Mould (of which mildew is a type) is caused by condensation or intrusive moisture, and damp conditions are its playground. Mould loves areas where there’s limited air circulation, and hot and cold temperature swings, so the bathroom is a prime spot. It also likes kitchens, basements and even ventures into wardrobes. So how can you banish it from your home? Inside Out builder Wayd Munro shares his know-how.

 

1. Work with nature

Natural ventilation is your best defence against mould and mildew. If you can keep a window open permanently, great. If not, at least open them before and after showering and bathing. And never block airbricks or window vents. Darkness is another of mould’s friends, so keep the lights on for a while after showering and leave the blinds open (where practical) to let in the natural sunlight.

 

2. Get extra help

Exhaust fans counteract the steam produced by hot showers; many people have them fitted as part of a simple three-way lighting, heating and ventilation unit. If you suspect the humidity levels in your home are on the high side, a gadget called a hygrometer can test the air. Anything above 60 per cent can breed mould so in this case, consider using a dehumidifier. In cold weather it’s ideal to maintain a constant heating level as turning heating up and down when you come in or go out can cause condensation to form.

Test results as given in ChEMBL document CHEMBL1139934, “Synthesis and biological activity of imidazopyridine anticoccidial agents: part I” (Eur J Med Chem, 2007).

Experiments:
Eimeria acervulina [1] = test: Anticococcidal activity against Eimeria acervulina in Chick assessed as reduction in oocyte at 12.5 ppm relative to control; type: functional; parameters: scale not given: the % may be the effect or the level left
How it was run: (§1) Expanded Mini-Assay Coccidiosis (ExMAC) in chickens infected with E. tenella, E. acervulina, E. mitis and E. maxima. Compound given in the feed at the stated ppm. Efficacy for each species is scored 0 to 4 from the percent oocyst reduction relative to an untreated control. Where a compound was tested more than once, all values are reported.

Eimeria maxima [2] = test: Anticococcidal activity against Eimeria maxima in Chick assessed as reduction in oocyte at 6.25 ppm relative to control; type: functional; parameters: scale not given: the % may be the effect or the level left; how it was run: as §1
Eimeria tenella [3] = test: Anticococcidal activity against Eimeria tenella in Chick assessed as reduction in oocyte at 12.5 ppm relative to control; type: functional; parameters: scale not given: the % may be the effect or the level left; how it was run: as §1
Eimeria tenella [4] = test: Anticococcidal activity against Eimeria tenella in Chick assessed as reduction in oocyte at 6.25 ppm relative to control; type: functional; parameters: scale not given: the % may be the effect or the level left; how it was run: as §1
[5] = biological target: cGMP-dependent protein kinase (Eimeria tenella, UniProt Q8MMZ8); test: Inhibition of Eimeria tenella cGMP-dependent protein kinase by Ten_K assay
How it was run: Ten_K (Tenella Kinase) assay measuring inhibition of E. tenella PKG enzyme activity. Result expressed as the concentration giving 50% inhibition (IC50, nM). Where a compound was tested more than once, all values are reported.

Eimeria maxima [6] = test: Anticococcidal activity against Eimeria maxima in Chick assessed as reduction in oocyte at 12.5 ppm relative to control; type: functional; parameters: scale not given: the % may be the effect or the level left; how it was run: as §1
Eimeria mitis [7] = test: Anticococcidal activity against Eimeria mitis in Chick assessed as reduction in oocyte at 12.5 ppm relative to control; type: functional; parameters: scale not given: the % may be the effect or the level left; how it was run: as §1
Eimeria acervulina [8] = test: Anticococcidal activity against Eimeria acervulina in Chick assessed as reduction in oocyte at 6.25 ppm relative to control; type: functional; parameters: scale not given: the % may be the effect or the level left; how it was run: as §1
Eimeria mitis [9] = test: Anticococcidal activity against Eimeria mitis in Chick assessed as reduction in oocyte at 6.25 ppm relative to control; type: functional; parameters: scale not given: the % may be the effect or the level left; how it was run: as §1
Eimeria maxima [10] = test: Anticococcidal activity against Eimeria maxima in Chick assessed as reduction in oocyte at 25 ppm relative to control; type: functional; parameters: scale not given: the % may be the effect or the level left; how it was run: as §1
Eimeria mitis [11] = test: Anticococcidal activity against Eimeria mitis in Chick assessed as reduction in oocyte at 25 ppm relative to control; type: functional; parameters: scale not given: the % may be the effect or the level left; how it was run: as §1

3. Clean it off

Completely remove any mould as soon as it appears to prevent permanent stains. You can buy a range of products that do the job. Home remedies range from tea tree oil to baking soda and distilled vinegar. If you catch it soon enough, sometimes a warm cloth will be enough.

 

4. Defend with paint

Mould-resistant paints contain antimicrobial ingredients that help prevent the growth of mould on painted surfaces. There are plenty of brands available and they all do pretty much the same thing. It’s important to make sure the area you’re painting is mould-free and dry before you start, as painting over mould won’t contain it.

 

5. Move your furniture

It’s best not to place large, heavy pieces of furniture such as wardrobes and sofas directly against external walls because trapped air can cause condensation to form between the two, and mould will be in among your shoes and clothes before you know it. Always leave a gap so the air can circulate freely.

 

NOTE: If you’re having serious problems with mould, it’s important to establish that it’s not being caused by rising damp, poor drainage or leaks from rain or dodgy plumbing.